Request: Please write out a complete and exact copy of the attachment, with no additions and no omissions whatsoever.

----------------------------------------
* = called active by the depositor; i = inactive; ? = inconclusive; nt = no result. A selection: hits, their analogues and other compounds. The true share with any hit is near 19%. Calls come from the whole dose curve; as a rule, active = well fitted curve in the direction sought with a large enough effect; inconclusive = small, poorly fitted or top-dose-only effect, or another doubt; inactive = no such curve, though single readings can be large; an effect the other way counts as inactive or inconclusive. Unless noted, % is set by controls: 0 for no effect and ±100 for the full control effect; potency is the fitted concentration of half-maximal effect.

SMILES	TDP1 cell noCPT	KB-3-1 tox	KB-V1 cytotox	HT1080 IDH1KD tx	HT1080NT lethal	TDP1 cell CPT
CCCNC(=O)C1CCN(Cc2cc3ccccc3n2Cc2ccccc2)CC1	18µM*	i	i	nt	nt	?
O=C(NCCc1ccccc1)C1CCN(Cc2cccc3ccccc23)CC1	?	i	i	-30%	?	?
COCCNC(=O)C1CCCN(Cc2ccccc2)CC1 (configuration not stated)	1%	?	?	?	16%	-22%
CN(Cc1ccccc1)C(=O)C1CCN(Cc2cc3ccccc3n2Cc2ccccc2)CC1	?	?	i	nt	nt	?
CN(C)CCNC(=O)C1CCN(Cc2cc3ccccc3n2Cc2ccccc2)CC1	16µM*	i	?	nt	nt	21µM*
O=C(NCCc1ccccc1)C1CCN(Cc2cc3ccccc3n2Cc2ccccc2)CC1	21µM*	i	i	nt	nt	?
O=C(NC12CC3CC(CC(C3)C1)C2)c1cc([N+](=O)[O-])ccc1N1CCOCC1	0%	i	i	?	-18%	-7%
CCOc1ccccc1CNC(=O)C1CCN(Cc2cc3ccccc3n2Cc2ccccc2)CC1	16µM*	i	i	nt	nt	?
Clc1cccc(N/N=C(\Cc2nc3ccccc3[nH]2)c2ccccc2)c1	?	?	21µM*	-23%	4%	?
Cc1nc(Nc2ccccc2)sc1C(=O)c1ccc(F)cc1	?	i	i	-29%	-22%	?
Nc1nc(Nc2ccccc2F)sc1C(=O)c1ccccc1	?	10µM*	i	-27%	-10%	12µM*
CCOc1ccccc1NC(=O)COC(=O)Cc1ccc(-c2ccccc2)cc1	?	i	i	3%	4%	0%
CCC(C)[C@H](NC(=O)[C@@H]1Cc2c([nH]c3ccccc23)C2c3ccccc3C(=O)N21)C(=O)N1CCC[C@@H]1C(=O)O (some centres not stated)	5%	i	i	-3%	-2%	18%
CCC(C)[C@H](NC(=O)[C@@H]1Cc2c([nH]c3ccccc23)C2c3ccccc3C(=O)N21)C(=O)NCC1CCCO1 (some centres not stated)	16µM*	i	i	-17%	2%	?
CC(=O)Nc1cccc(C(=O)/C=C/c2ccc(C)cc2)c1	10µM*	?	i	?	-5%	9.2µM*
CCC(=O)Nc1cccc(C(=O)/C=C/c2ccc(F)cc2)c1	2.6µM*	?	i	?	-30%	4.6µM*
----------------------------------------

* = called active by the depositor; i = inactive; ? = inconclusive; nt = no result. A selection: hits, their analogues and other compounds. The true share with any hit is near 19%. Calls come from the whole dose curve; as a rule, active = well fitted curve in the direction sought with a large enough effect; inconclusive = small, poorly fitted or top-dose-only effect, or another doubt; inactive = no such curve, though single readings can be large; an effect the other way counts as inactive or inconclusive. Unless noted, % is set by controls: 0 for no effect and ±100 for the full control effect; potency is the fitted concentration of half-maximal effect.

SMILES	TDP1 cell noCPT	KB-3-1 tox	KB-V1 cytotox	HT1080 IDH1KD tx	HT1080NT lethal	TDP1 cell CPT
CCCNC(=O)C1CCN(Cc2cc3ccccc3n2Cc2ccccc2)CC1	18µM*	i	i	nt	nt	?
O=C(NCCc1ccccc1)C1CCN(Cc2cccc3ccccc23)CC1	?	i	i	-30%	?	?
COCCNC(=O)C1CCCN(Cc2ccccc2)CC1 (configuration not stated)	1%	?	?	?	16%	-22%
CN(Cc1ccccc1)C(=O)C1CCN(Cc2cc3ccccc3n2Cc2ccccc2)CC1	?	?	i	nt	nt	?
CN(C)CCNC(=O)C1CCN(Cc2cc3ccccc3n2Cc2ccccc2)CC1	16µM*	i	?	nt	nt	21µM*
O=C(NCCc1ccccc1)C1CCN(Cc2cc3ccccc3n2Cc2ccccc2)CC1	21µM*	i	i	nt	nt	?
O=C(NC12CC3CC(CC(C3)C1)C2)c1cc([N+](=O)[O-])ccc1N1CCOCC1	0%	i	i	?	-18%	-7%
CCOc1ccccc1CNC(=O)C1CCN(Cc2cc3ccccc3n2Cc2ccccc2)CC1	16µM*	i	i	nt	nt	?
Clc1cccc(N/N=C(\Cc2nc3ccccc3[nH]2)c2ccccc2)c1	?	?	21µM*	-23%	4%	?
Cc1nc(Nc2ccccc2)sc1C(=O)c1ccc(F)cc1	?	i	i	-29%	-22%	?
Nc1nc(Nc2ccccc2F)sc1C(=O)c1ccccc1	?	10µM*	i	-27%	-10%	12µM*
CCOc1ccccc1NC(=O)COC(=O)Cc1ccc(-c2ccccc2)cc1	?	i	i	3%	4%	0%
CCC(C)[C@H](NC(=O)[C@@H]1Cc2c([nH]c3ccccc23)C2c3ccccc3C(=O)N21)C(=O)N1CCC[C@@H]1C(=O)O (some centres not stated)	5%	i	i	-3%	-2%	18%
CCC(C)[C@H](NC(=O)[C@@H]1Cc2c([nH]c3ccccc23)C2c3ccccc3C(=O)N21)C(=O)NCC1CCCO1 (some centres not stated)	16µM*	i	i	-17%	2%	?
CC(=O)Nc1cccc(C(=O)/C=C/c2ccc(C)cc2)c1	10µM*	?	i	?	-5%	9.2µM*
CCC(=O)Nc1cccc(C(=O)/C=C/c2ccc(F)cc2)c1	2.6µM*	?	i	?	-30%	4.6µM*